In The Desert Of Seth

By G. B. Marian

The Sutter Cane Effect

By now, you’ve probably heard about the two 12-year-old Wisconsin girls who’ve been accused of stabbing another girl their age to appease a fictional Internet monster called “the Slender Man.” (The two girls seem to have already confessed to committing this crime, and they’re currently being tried as adults, which means their names are all over the Web. But despite all that, I would still feel weird stating their names here; so I choose not to out of respect for their families, even if it won’t make a lick of difference in the long run.) Thankfully, the victim didn’t die but was hospitalized and now seems to be making a recovery. But this hasn’t changed the fact that people are scared. Ever since this crime was committed, people have been screaming their heads off about how the Internet is “evil,” how the creators of the “Slender Man” character are being “irresponsible,” or even how this is all part of Satan’s latest scheme against humanity. In other words, it’s the same old bullshit we saw when Judas Priest were accused of driving kids to suicide with their music or when The Matrix (1999) was blamed for the Columbine High School Massacre.

An anonymous drawing of the Slender Man

I feel terrible for the victim and her family, but I also feel terrible for the parents of the perpetrators. At least one of the two fathers appears to love death metal, horror films and Halloween, which has inspired the press to blame him for his daughter’s crazed misdeed. I have no idea how much the parents are actually responsible for this tragic event, but my heart goes out to them anyway. I know just what it’s like to have others blame the movies you watch or the music you listen to (or even the God you pray to) for all the bad things that happen in your life. I’m also a bit confused as to why these girls are being tried as adults. Wisconsin state law apparently requires that perpetrators over the age of 10 be tried as adults, and while I agree that premeditated murder is especially heinous, something about that set-up just sticks in my craw.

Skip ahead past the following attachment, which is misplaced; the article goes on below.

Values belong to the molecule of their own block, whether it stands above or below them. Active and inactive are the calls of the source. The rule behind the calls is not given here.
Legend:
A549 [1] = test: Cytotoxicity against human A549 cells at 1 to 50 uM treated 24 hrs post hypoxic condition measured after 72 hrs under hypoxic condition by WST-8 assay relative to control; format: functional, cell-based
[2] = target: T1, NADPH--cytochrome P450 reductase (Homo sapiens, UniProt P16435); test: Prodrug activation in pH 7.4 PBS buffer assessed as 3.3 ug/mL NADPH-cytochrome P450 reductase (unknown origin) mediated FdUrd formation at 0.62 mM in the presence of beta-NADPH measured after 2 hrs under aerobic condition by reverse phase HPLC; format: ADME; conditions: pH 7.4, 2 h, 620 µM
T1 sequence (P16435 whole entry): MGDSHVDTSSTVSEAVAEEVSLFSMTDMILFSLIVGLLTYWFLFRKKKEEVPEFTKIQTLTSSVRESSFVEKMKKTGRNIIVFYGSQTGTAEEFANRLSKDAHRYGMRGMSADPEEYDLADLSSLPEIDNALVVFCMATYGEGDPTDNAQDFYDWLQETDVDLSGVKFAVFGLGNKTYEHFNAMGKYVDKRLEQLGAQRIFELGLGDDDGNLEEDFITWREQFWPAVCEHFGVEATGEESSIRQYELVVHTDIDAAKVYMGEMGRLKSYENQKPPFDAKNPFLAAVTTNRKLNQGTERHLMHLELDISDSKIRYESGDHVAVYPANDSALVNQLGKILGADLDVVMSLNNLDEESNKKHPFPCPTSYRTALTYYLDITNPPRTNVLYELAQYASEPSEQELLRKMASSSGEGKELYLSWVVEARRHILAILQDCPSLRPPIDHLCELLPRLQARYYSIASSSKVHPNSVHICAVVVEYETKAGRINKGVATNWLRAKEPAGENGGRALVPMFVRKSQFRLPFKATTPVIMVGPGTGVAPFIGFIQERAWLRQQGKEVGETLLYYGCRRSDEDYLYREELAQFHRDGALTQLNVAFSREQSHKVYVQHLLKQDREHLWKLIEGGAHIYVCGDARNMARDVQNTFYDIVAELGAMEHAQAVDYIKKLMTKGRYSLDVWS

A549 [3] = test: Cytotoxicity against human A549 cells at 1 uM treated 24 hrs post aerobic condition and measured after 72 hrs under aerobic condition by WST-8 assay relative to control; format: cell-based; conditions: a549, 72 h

So what is it about this particular case that has the American media whipping our populace into such a frenzy? Personally, I think it’s because this case hits two psychological pressure points rather than just one. The most obvious of the two is the idea of children committing murder, but the second one has to do with the nature of reality and meta-horror. The Slender Man is a completely fictional character; we even know that he was invented by a fellow named Eric Knudsen (a.k.a. “Victor Surge”) in 2008. But part of the character’s gimmick is that he appears in stories that are the literary equivalent of “found footage” horror films (e.g., The Blair Witch Project). These stories are often written in the first person and resemble reports of UFO or monster sightings. This – along with the power of the Internet to fool people into believing anything – has made the Slender Man seem so authentic that there are now people who think he’s actually real.

Yes, you read me correctly, and I’m not exaggerating. I was listening to a paranormal talk show called Expanded Perspectives the other day – it was specifically an episode called “Slender Man” from March 16 of this year – and the hosts were actually talking about Slender Man as if he were real. They even interviewed a guy who argued that different versions of the character show up in world folklore all the way back to ancient times. (This tendency to “reverse-connect” the Slender Man story to earlier folktales is part of how the Internet meme works.) They also told a story about a guy who woke up to find he had shot his wife, and who then “remembered” (under hypnotherapy, of course) that the Slender Man had “possessed” him to do it. (I’m having a lot of trouble finding any facts about this report, so I doubt it’s real; it’s likely just another fiction.) Many fans of the Slender Man ethos are quick to clarify that none of this stuff is real, but the hosts of this show included no disclaimers to that effect. It’s difficult for me to be absolutely certain, but it seems like they honestly believe all of this bullshit without question – and that’s scary.